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7

The form 'כְּתוּבָה' certainly exists, as you state; it is the passive participle of the root כתב, and means "written", as in: "נבואתו כתובה על הקיר" = "his prophecy is written on the wall". However, this is not the same as the noun which designates a "marriage contract". Although there are exceptions, for the most part nouns with specific meanings are not ...


6

I linked in the comments to the question to an article by Dan Rabinowitz published by Hakirah journal regarding Jewish sources pertaining to the origin of the nekudos. [Note that although the taamim of the Tanach are not mentioned throughout the article, it seems implicit in most of the sources (and in the main source, actually explicit) that the same ...


5

My fellow yeshiva bachur studied Aramaic intensely, and could hold a fluent conversation (if he had anybody to speak with). He said it should be אוֹרִייַתָא.


4

The Babylonian system derives its name from its place of origin, but it was also found well out of Babylon. In Yemen, for instance, manuscripts following this system have been used up to this day. The earliest manuscripts using this system are a Geniza fragment from Cairo of the beginning of the tenth century and a complete manuscript of the ...


4

Phonetic Background Recall that we can split words up into syllables, e.g. English "pronounciation" = "pro-nun-ci-a-tion". As is described in that Wikipedia article, an "open syllable" is a syllable which ends in a vowel and a closed syllable is one that ends in a consonant, e.g. in "pronunciation" the open syllables are "pro", "ci" and "a", while the ...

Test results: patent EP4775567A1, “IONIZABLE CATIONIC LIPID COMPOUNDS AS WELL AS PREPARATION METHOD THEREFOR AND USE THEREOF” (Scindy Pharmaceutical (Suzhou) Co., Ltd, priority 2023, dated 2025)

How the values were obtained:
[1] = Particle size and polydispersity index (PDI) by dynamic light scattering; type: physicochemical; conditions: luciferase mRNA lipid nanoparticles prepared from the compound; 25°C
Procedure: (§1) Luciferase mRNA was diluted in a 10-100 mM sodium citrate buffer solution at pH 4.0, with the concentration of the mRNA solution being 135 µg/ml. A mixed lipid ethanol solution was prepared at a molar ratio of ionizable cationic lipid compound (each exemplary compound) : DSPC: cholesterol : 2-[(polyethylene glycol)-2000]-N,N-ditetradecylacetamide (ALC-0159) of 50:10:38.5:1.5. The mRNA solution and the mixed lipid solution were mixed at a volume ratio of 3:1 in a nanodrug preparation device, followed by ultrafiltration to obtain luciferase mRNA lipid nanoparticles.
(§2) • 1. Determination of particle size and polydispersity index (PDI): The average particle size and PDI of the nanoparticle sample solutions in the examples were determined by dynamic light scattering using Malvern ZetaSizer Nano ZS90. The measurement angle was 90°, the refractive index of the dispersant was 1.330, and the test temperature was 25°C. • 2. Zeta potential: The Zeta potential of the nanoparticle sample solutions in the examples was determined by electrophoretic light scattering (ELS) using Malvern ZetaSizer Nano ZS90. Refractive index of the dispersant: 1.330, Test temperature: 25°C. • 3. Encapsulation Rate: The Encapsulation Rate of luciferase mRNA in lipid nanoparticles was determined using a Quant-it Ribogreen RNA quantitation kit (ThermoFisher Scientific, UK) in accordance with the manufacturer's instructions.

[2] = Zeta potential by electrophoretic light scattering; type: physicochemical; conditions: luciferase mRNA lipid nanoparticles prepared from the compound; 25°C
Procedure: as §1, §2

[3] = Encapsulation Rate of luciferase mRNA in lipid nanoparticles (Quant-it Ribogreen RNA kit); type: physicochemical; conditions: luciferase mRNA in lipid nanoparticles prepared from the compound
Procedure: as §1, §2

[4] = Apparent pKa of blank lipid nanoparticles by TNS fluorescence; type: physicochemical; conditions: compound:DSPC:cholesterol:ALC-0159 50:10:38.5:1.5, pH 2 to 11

4

The HaEmek Dovor explains unexpected dageshim as an intensification of the meaning. Thus, in Gen 43:26 he says that: the dagesh in the Aleph indicates the strength of the bringing, to show that each one tried to present the gift with their own hand rather than have one or two of the brothers bring it on behalf of all of them. This was in order to show ...


4

You are correct in that a I-guttural (a peh-gronit verb) usually takes a composite shewa (although be mindful of the fact that it's not always with patach), but the major exception to this is where it appears in a closed syllable, after the lamed of the infinite construct, in which it often (although not always) takes a regular shewa. So, for example, ...


3

It's very common in some of the manuscripts - for example, the codex of the Prophets from the Qaraite synagogue in Cairo, which was written by Moshe ben Asher. There, it features in every the occasional consonantal aleph (and might therefore be understood to be a mappiq). This is generally considered to have been a feature of the Palestinian vocalisation ...


3

A little phonetics background is needed to answer this question. Phoneticians usually transcribe sounds in languages using a set of symbols known as the International Phonetic Alphabet (IPA). Phonetic transcriptions in the IPA are written in between square brackets [], so for example the word "beds" is transcribed in IPA as [bɛdz]. As you can see from the ...


3

The word would appear to be a semi-colloquial pluralization of the word טהרה, appearing in the Torah as a nominal infinitive. Exclusively in the singular, its nikud is טָהֳרָה. (By "semi-colloquial" I mean that a word like that a word like that is already somewhat abstract and shouldn't need to be pluralized to refer to the class of activities that pertains ...


2